Christmas time has arrived! Therefore, Pope Francis addressed his flock in the traditional papal blessing Urbi et Orbi. “What does that Child, born for us of the Virgin Mary, have to tell us? What is the universal message of Christmas? It is that God is a good Father and we are all brothers and sisters. This truth is the basis of the Christian vision of humanity. Without the fraternity that Jesus Christ has bestowed on us, our efforts for a more just world fall short, and even our best plans and projects risk being soulless and empty. For this reason, my wish for a happy Christmas is a wish for fraternity.” Read the entire speech to know how Pope Francis wishes this fraternity to specifically manifest itself in our current world stage.

Just in time for Christmas season, Pope Francis opens new clinic in the Vatican, staffed by volunteer health professionals, aimed at the health needs of the homeless population in Rome.

Contrary to the insinuations of papal critics, the Holy See commissioned investigation on McCarrick’s sexual abuse keeps moving forward.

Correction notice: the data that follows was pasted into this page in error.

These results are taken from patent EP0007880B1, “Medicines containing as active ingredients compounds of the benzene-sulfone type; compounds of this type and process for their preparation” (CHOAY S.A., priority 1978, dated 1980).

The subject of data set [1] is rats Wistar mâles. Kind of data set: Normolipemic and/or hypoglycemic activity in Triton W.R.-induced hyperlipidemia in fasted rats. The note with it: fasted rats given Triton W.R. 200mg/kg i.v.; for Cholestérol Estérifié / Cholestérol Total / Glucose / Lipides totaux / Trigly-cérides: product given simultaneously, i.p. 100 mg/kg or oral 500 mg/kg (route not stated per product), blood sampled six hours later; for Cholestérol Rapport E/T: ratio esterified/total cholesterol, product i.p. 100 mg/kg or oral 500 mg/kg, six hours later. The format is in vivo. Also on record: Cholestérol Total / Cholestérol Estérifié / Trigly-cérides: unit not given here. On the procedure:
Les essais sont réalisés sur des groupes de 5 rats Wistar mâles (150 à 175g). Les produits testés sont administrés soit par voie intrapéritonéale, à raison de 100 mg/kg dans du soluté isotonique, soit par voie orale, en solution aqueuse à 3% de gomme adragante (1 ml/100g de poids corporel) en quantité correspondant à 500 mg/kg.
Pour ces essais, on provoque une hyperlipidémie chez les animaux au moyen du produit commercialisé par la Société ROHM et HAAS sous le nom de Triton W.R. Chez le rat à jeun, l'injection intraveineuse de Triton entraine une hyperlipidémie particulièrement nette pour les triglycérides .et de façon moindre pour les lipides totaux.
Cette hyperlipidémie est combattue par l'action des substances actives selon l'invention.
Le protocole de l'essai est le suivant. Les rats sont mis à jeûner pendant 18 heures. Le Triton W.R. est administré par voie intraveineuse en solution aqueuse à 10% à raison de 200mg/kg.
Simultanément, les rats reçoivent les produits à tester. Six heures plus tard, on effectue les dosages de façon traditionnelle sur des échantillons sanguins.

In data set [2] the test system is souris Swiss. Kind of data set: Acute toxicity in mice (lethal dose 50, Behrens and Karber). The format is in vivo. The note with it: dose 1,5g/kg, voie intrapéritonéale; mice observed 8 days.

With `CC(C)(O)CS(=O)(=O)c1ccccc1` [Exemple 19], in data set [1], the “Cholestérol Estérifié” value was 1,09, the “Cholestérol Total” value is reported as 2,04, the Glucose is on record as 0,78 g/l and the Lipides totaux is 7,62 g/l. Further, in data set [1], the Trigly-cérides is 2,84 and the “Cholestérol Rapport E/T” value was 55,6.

Pope Francis makes Christmas visit to Pope Emeritus Benedict XVI. The pictures testify to the warm relationship between the two living pontiffs.

Papal dissenters have been spreading fake news about the Pope denying the Immaculate Conception. Fr. Matthew Schneider debunks those allegations by putting the Pope’s words in due context and by presenting papal quotes from other of his speeches where he clearly affirmed this dogma.

Where Peter Is wishes to all its readers a Merry Christmas and a Happy New Year!

Discuss this article!

Keep the conversation going in our SmartCatholics Group! You can also find us on Facebook and Twitter.

Liked this post? Take a second to support Where Peter Is on Patreon!
Become a patron at Patreon!

Pedro Gabriel, MD, is a Catholic layman and physician, born and residing in Portugal. He is a medical oncologist, currently employed in a Portuguese public hospital. A published writer of Catholic novels with a Tolkienite flavor, he is also a parish reader and a former catechist. He seeks to better understand the relationship of God and Man by putting the lens on the frailty of the human condition, be it physical and spiritual. He also wishes to provide a fresh perspective of current Church and World affairs from the point of view of a small western European country, highly secularized but also highly Catholic by tradition.

Share via
Copy link